Researchers have found that preventive dental care provided during the early stages of dementia may limit major tooth problems later. Dementia has been associated with a number of changes in health habits such as teeth cleaning and diet.
According to Robert Emanuel of Sussex Community NHS Foundation Trust, dementia patients have nearly untreatable dental problems in the late stages of the disease. The problem is compounded in those who go into residential care since they tend to consume a more sugary diet and are unable to clean their teeth.
For the study, Emanuel and colleagues surveyed 51 patients for a period of ten weeks following dementia diagnosis. The researchers sought to know if the patients were registered with a dentist and if they had received any preventive dental care.
Eighty percent of the patients were registered and were regularly seen by a dentist. 35 patients reported having been to the dentist in the past year. Further, half of the study subjects reported having attended regular sessions with their dental hygienists.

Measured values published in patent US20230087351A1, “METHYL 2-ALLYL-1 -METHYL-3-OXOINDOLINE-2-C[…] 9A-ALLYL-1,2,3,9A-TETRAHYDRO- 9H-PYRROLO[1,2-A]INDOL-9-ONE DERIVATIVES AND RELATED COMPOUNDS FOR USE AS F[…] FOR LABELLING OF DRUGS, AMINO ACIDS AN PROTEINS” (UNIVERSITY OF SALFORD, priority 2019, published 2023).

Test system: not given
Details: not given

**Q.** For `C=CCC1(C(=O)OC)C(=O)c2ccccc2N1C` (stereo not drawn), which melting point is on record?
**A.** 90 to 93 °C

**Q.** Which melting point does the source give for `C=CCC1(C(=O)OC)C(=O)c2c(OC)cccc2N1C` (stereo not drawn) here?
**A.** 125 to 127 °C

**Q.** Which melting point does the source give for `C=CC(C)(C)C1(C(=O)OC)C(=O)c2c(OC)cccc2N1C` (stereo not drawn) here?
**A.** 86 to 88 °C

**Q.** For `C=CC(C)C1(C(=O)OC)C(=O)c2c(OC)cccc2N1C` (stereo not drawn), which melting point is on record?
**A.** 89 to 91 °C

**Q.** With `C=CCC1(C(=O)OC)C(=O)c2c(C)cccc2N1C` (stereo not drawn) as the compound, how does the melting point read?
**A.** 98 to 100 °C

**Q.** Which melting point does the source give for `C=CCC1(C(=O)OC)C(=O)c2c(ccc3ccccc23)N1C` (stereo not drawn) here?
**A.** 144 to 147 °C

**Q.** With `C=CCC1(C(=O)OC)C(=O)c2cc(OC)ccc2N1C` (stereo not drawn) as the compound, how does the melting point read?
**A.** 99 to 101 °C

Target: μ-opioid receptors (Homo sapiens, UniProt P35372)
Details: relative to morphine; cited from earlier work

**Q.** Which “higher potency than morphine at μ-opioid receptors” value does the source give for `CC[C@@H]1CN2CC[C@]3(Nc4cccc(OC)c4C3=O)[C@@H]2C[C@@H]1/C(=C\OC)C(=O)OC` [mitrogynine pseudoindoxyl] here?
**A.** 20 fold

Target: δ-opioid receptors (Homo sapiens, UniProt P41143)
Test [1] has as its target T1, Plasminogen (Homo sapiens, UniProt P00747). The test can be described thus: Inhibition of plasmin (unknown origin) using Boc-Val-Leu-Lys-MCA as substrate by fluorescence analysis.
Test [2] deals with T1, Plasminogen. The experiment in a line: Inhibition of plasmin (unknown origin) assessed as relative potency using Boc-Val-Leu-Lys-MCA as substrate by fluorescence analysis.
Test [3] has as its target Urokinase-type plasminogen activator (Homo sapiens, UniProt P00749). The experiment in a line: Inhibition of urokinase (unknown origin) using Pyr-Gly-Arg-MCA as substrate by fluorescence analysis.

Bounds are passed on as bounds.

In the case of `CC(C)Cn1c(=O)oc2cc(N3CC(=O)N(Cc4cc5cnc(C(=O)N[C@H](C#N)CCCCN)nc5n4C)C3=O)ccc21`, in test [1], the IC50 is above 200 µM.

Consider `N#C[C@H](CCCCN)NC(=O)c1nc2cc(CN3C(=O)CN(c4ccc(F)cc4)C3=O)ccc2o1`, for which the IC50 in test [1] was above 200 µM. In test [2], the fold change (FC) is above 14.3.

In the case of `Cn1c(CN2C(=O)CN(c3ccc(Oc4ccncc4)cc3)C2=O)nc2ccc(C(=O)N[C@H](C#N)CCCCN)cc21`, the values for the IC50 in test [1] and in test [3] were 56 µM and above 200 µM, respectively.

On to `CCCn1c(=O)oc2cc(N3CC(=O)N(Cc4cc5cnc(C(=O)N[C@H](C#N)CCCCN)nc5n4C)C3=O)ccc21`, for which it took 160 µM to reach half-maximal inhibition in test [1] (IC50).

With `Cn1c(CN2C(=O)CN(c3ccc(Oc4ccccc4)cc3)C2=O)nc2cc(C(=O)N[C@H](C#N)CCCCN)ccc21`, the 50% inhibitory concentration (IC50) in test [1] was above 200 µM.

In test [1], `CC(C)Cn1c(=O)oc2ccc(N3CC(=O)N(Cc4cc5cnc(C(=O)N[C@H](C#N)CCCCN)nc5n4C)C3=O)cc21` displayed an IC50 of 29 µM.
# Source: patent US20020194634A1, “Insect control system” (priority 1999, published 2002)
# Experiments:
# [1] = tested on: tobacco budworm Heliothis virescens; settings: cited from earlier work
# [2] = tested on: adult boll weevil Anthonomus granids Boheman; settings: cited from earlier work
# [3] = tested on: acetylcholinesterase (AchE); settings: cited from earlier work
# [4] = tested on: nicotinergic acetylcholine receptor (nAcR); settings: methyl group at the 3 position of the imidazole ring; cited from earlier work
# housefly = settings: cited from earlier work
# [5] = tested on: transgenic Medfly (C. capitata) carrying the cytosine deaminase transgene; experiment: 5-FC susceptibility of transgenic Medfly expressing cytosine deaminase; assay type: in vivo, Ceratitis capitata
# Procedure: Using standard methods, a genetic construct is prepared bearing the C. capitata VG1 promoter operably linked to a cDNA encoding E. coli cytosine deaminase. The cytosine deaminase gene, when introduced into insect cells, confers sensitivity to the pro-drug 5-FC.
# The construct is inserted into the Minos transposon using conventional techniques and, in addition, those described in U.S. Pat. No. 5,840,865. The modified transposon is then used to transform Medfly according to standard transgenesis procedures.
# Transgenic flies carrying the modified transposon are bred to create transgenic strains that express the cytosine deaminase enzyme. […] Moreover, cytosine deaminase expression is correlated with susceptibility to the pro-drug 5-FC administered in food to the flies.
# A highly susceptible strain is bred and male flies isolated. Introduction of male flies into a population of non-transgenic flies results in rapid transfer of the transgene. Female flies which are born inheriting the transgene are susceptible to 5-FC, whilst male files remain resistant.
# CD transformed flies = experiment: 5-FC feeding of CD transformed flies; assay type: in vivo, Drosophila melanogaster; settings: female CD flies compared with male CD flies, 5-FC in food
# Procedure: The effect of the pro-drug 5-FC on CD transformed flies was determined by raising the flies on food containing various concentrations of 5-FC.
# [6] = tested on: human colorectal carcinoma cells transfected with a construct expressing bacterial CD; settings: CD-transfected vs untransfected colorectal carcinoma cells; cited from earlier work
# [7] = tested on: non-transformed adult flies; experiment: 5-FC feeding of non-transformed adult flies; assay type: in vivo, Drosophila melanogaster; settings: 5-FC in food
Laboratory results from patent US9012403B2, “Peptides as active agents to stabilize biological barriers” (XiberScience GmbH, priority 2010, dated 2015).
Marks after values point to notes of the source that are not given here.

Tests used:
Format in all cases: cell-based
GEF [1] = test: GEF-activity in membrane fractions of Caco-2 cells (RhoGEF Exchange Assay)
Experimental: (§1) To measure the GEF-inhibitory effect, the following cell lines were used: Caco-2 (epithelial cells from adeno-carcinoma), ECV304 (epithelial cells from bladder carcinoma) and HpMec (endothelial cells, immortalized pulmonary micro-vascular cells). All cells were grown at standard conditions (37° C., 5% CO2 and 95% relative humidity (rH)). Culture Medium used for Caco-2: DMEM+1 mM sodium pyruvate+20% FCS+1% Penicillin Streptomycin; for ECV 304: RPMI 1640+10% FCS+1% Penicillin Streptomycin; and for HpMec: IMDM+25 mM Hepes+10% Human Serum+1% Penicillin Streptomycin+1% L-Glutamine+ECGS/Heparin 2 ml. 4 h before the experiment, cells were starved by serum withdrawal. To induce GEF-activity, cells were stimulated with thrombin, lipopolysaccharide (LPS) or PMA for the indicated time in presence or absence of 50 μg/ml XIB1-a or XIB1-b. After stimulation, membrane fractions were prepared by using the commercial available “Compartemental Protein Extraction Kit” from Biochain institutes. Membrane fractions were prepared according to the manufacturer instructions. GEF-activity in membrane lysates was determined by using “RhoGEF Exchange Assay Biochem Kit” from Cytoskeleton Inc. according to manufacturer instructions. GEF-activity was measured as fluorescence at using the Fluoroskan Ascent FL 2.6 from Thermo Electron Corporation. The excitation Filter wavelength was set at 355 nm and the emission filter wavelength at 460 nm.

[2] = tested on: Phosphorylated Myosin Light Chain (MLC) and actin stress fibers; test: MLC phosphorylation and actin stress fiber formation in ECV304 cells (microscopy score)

However, preventive dental care was found to be lacking among dementia patients. The majority of dementia patients did not get necessary oral hygiene and dietary advice. Many patients did not receive fluoride treatments that help to prevent tooth decay and tooth cavities.
The challenges lie in the fact dentists tend to be treatment-oriented with dementia patients rather than taking preventive care. Dentists should help dementia patients build positive habits early so that they do not forget the advice given.
Oral health is the basis of quality care and everyday life at old age. Efforts are being made to develop devices that may help people with cognitive decline to maintain good oral health. An electronic toothbrush has been developed and is being tested for use in reminding patients to brush teeth thoroughly and to record useful information.
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